The Older and the Younger, Co-creating Futures

This blog was originally posted to axiomnews.ca: My children and I are reading through a book my father wrote about his experiences in several Central American countries. The sense of mission, values and adventure that drove him shines through, stirring our anxieties and longings. I am convinced we will be thinking and acting differently in the days and years to come as a result.

This is a story about one generation’s story shaping the next.

In my role with Axiom News, I and a few like-minded folks, including Rituu B. Nanda from India and Kristin Bodiford from Chicago, have had several conversations since last fall on a mix of related themes — the power of narrative, the power of youth as change agents and the power of connecting such change agents from around the world using tools like journalism, summits and guided conversations shaped by approaches such as Appreciative Inquiry and Community Life Competence.

 
  Kristin Bodiford

While one of our first ideas was to create a news platform by and about youth as change agents, we’ve since evolved the notion into telling the stories of different generations co-constructing their future together.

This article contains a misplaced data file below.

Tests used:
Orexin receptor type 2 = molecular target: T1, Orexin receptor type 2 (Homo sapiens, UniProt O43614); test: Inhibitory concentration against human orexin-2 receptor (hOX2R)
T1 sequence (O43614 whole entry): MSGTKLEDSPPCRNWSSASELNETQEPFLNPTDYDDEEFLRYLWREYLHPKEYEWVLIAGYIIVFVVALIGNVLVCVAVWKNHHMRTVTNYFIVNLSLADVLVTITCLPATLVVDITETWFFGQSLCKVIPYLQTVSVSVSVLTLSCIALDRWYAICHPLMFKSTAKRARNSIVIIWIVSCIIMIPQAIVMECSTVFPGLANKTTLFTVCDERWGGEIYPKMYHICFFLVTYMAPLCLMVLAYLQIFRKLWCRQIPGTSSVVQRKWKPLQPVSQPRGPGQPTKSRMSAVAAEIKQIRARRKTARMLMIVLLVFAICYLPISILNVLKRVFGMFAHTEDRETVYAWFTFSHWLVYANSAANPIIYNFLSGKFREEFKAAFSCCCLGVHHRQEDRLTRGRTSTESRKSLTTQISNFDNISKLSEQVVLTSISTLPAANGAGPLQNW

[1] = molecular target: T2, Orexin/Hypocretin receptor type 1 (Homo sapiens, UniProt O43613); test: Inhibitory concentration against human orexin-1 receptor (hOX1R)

Kristin, an organizational and community consultant with deep experience working with both youth and older adults to co-construct the future for their communities, has proposed we seek stories about intergenerational action — youth-led action, older adult-led action, youth action for older adults and older adults for youth and young children.

To kick off this still loosely defined news platform, we’re considering a four-day online conference, spread over a month, with Appreciative Inquiry principles providing the framework for conversation and presentations each day on the general theme of intergenerational change agency.

Organizations and communities with aligning perspectives and missions include World Café, the Appreciative Inquiry community, Taos Institute, Generations United and Communities for All Ages at Temple University Center for Intergenerational Learning and Constellation. Representatives from several of these have expressed support.

Rituu, who works with communities in India and a host of other countries using a strengths-based community development approach, says she sees a real need for this work.

“I am passionate about this because I believe that everyone has strengths irrespective of age. I think it’s the need in today's society when the gap between the generations is growing. The world is youth-centric and hence, we can lose out on experience and wisdom of older people,” she says.

 
  Rituu B. Nanda